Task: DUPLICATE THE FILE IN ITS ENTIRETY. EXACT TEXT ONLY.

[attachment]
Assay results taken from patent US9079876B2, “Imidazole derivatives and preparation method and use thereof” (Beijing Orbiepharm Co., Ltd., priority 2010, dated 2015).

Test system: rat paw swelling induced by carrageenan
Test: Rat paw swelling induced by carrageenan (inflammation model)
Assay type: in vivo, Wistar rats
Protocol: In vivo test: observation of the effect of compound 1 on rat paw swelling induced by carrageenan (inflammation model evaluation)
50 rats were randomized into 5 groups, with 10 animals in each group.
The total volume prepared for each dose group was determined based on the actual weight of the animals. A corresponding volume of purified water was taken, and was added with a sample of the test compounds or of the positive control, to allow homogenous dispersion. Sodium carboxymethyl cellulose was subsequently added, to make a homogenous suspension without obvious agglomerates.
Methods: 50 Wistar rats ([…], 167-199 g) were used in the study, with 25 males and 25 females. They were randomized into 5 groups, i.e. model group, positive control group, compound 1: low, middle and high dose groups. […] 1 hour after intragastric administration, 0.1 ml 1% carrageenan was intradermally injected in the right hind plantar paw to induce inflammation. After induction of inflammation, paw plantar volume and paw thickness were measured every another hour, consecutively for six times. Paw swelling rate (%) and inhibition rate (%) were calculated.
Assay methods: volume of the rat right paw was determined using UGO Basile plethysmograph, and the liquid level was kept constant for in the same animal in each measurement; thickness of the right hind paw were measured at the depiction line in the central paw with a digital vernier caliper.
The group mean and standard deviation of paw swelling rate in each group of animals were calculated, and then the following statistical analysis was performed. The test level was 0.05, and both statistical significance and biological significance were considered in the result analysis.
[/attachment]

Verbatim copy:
Assay results taken from patent US9079876B2, “Imidazole derivatives and preparation method and use thereof” (Beijing Orbiepharm Co., Ltd., priority 2010, dated 2015).

Test system: rat paw swelling induced by carrageenan
Test: Rat paw swelling induced by carrageenan (inflammation model)
Assay type: in vivo, Wistar rats
Protocol: In vivo test: observation of the effect of compound 1 on rat paw swelling induced by carrageenan (inflammation model evaluation)
50 rats were randomized into 5 groups, with 10 animals in each group.
The total volume prepared for each dose group was determined based on the actual weight of the animals. A corresponding volume of purified water was taken, and was added with a sample of the test compounds or of the positive control, to allow homogenous dispersion. Sodium carboxymethyl cellulose was subsequently added, to make a homogenous suspension without obvious agglomerates.
Methods: 50 Wistar rats ([…], 167-199 g) were used in the study, with 25 males and 25 females. They were randomized into 5 groups, i.e. model group, positive control group, compound 1: low, middle and high dose groups. […] 1 hour after intragastric administration, 0.1 ml 1% carrageenan was intradermally injected in the right hind plantar paw to induce inflammation. After induction of inflammation, paw plantar volume and paw thickness were measured every another hour, consecutively for six times. Paw swelling rate (%) and inhibition rate (%) were calculated.
Assay methods: volume of the rat right paw was determined using UGO Basile plethysmograph, and the liquid level was kept constant for in the same animal in each measurement; thickness of the right hind paw were measured at the depiction line in the central paw with a digital vernier caliper.
The group mean and standard deviation of paw swelling rate in each group of animals were calculated, and then the following statistical analysis was performed. The test level was 0.05, and both statistical significance and biological significance were considered in the result analysis.